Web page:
University’s CO2 emissions plan shows ambition, but unable to meet goal

Tim Calotta/THE REVIEW
As of this week, the emissions reduction tracker reads 5.7 percent, falling well below the 20 percent benchmark set almost a decade ago.


Back in the 2008-2009 academic year, the university laid out a strategic plan to lessen its carbon footprint. That year, the university, under former President Patrick Harker, committed to cut its carbon emissions by 20 percent by 2020, giving them 12 years to implement energy-saving directives and generate community action in order to help reach their goal.

The university’s sustainability task force, a group of students, professors and faculty all striving to promote green initiatives combined with the carbon emissions plan, and the university was able to boast an action-oriented platform to combat their carbon footprint.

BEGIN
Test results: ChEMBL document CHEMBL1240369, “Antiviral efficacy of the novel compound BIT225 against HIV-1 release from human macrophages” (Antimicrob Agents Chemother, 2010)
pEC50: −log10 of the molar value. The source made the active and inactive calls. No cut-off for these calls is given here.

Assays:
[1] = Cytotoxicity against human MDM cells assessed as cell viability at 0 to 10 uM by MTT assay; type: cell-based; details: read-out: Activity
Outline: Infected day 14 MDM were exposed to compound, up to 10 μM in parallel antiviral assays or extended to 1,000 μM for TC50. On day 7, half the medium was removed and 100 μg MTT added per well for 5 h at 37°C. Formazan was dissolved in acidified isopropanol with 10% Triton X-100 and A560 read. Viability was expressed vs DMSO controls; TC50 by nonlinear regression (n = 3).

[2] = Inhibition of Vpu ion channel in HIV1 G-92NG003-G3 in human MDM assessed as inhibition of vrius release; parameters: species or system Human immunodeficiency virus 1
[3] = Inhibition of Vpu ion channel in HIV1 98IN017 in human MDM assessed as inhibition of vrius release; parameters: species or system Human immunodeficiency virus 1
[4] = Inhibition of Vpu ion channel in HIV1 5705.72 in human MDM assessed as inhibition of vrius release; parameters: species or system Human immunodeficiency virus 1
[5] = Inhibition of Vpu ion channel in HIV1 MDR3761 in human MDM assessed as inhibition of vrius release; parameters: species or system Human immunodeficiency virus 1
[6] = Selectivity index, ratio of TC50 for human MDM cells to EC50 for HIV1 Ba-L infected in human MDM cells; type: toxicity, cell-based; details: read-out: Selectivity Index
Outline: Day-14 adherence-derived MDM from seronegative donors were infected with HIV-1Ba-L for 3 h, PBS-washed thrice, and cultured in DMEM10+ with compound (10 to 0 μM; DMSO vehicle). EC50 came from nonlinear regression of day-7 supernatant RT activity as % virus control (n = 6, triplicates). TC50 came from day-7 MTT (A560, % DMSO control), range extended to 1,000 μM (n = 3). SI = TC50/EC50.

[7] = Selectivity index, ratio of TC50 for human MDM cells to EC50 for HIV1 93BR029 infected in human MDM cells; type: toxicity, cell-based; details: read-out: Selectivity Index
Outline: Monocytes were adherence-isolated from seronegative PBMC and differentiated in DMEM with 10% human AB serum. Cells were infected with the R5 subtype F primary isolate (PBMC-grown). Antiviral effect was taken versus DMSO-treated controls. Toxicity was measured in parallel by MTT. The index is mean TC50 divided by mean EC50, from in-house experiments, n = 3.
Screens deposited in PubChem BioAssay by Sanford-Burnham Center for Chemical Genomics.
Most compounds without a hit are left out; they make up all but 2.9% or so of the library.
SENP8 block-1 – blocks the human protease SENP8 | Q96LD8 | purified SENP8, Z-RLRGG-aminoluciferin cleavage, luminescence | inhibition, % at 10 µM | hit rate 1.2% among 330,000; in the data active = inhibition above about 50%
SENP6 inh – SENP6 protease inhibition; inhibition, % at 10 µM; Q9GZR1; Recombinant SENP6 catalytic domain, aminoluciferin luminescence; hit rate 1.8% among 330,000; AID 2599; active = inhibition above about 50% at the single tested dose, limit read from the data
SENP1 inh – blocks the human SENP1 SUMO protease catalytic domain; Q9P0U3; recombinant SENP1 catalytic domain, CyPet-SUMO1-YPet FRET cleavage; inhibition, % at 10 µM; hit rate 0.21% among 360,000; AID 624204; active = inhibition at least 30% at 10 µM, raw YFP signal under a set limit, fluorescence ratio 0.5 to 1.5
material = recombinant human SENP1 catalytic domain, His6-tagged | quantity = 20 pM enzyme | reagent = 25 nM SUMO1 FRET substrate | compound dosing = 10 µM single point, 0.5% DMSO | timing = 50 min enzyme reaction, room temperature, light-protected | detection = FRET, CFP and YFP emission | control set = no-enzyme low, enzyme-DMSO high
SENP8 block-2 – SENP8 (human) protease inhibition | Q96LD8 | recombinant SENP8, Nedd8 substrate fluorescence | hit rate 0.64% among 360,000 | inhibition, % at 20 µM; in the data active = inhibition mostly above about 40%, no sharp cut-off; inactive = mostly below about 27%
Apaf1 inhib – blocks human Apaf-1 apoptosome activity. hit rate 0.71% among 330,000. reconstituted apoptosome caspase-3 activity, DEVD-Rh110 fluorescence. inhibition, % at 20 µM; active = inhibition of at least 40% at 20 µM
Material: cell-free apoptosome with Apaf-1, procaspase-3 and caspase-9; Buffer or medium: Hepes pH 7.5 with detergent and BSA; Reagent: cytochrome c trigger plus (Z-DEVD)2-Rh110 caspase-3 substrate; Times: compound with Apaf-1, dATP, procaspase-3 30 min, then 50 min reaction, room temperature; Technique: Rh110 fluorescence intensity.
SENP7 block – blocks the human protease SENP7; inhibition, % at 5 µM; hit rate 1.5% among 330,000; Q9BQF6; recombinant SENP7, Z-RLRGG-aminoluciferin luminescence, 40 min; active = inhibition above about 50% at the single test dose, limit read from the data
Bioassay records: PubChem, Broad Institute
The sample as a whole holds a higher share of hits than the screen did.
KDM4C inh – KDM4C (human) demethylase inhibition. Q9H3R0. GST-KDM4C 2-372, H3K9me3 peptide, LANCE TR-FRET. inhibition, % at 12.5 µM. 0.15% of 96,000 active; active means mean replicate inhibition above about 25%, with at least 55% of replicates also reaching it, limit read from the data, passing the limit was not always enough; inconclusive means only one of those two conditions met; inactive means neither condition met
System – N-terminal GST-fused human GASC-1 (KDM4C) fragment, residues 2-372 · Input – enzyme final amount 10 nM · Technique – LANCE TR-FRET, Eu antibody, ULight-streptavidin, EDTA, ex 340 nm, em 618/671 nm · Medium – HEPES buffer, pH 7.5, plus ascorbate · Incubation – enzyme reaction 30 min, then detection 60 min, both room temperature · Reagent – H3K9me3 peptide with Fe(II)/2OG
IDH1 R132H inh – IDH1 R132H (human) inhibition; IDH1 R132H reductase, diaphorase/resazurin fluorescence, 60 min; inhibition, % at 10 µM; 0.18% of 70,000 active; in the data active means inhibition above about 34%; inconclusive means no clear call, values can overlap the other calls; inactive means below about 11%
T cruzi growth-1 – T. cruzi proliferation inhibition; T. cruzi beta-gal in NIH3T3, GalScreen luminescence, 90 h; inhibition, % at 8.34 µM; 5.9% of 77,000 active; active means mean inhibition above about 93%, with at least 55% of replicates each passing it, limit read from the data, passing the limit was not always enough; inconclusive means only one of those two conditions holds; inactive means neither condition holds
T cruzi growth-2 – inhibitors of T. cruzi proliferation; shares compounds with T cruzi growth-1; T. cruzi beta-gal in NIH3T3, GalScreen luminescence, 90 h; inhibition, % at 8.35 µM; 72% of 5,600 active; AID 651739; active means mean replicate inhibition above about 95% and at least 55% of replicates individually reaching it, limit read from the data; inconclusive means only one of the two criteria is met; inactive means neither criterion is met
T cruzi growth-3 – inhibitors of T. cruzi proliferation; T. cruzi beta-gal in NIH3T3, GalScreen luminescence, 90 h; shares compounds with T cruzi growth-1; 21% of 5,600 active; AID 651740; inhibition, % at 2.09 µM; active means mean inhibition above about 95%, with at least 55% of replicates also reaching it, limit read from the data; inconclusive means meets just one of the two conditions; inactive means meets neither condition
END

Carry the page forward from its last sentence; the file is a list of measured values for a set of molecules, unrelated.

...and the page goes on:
Michelle Bennett, now the university’s sustainability manager, was studying for her master’s degree in Australia when she heard about the initiative, describing it as “ambitious” for a large university. Upon her hiring in August 2015, Bennett was charged with undertaking this goal and making it one of her main responsibilities.

Progress has been slow to catch up with the initial hopes of the initiative.

As of this week, the emissions reduction tracker reads 5.7 percent, falling well below the 20 percent benchmark set almost a decade ago. That, along with a recent Faculty Senate meeting in which a resolution recommending the university move its electricity use to 100 percent renewable sources by 2020 was shot down, raise the questions of how the university plans to adopt more sustainable measures.